Tu B’Shevat

The Kabbalah and Tu B’Shevat – What  our mystics say about The Birthday of the Trees

Back in the day when many of us went to Sunday School our teachers explained that the festival of Tu B’Shevat celebrates the birthday or the New Year for the trees. But did you know that Tu B’Shevat is one of the four “new years” celebrated on the Jewish calendar?

That’s right. There are four Rosh HaShanah or Jewish New Year celebrations. One Rosh HaShanah comes on the first day in the Hebrew month of Nisan, the first month on the Jewish calendar – which is also the month when Passover is celebrated.

Then there’s the Rosh HaShanah which falls on the first day in the Hebrew month of Elul. This  Rosh HaShanah was established for tithing or giving 10 percent of your resources to the synagogue or Jewish community.

Next comes the Rosh HaShanah we know well. It falls on the first day in the Hebrew month of Tishrei and marks new year on the Hebrew calendar, punctuated by the sounding of the shofar.

Finally the fourth “new year,” sometimes called the Rosh HaShanah La Ilanot, or Tu B’Shevat, the New Year for the Trees.Tu B’Shevat

It was the Kabbalists in Safed in th 1600’s who first came up with the idea of the Tu B’Shevat Seder (as well as the Rosh HaShanah seder that is celebrated in Italy and other Mediterranean countries).  My colleague, Rabbi Michael Berg examined this fourth Rosh HaShanah from the Kabbalistic point of view and finds that “Kabbalah teaches that the holidays are channels on which specific spiritual Light is revealed. Holidays enable every person on earth to connect to the unique Light that is available on that day, thereby drawing more Light into their lives.”

Indeed we know that Tu B’Shevat occurs on the 15th day in the Hebrew month of Shevat, a day selected because the light of the fifteenth emanates from the full moon, rather than the new moon that characterizes the beginning of the Hebrew months.

Rabbi Berg goes on to say that “Kabbalah teaches that every aspect of this world is filled with the Light of the Creator, and that every part of the universe works together for the betterment of the world. Trees and vegetation are an important aspect of both our spiritual and physical world.”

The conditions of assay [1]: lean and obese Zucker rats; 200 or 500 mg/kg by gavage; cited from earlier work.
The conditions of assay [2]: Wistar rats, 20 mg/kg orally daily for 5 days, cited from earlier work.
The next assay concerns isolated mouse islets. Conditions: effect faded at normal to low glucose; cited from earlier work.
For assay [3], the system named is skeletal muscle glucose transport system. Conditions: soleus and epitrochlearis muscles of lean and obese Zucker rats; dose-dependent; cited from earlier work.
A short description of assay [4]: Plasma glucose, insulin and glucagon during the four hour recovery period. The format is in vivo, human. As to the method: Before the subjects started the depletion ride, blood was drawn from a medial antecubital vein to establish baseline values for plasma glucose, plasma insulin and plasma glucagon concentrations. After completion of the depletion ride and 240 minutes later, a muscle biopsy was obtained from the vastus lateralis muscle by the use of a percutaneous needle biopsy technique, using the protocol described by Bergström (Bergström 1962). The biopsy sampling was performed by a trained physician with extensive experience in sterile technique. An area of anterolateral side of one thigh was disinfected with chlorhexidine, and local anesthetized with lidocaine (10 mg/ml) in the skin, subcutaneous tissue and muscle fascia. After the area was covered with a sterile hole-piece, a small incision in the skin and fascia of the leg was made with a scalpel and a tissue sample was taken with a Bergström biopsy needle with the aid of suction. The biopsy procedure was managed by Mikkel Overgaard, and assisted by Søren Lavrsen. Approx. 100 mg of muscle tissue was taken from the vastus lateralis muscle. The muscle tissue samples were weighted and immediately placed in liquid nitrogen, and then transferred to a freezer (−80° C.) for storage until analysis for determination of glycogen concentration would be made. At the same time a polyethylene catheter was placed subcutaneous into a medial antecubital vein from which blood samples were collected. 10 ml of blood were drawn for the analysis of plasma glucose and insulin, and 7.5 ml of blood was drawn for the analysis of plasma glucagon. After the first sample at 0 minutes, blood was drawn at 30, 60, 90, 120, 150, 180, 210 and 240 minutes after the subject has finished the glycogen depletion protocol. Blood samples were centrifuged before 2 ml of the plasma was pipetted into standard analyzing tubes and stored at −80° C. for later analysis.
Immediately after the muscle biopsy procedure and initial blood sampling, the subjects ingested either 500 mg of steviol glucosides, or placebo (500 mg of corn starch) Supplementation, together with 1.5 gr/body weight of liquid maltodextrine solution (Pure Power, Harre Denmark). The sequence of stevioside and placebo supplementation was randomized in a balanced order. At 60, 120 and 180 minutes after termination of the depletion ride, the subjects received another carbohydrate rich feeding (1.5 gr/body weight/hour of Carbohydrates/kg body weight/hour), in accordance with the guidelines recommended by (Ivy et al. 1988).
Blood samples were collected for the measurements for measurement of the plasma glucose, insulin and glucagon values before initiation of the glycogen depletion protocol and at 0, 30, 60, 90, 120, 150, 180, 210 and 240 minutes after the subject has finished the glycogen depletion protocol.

So, nu, how can we use this year’s festival of Tu B’Shevat to bring new light to the world? This is a question especially important to those of us who live outside of Israel or in colder climes where the traditional planting of a tree might mean digging through snow and ice!

Whether I am working in Italy or in the US, I make time to celebrate Tu B’Shevat These celebrations which often include the traditional Sephardic Tu B’Shevat seder, include tasting  fruits and nuts that have symbolic meaning in making our lives more positive and fulfilling and making the world a better place.

In Italy we’ve planted a tree in honor of our environment because, after all, Tu B’Shevat is Jewish Earth Day, while in Sarasota at the Kobernick retirement campus we’ll make a  special blessings for those on our staff who care for our five Assisted Living pets –because Tu B’Shevat asks that we remember those who care so lovingly for God’s creatures.

Tu B’ShevatOur rabbinic sages note that over the years there has been  no special greeting for Tu B’Shevat. So this year let’s make our own.  The Hebrew general, all purpose holiday greeting is “Hag Sameach,” which means “Happy Holiday.” This year let’s add  “Yom Huledet  Etz Sameach”  Happy Birthday and Todah Rabah (“thank you”) to our world of trees.

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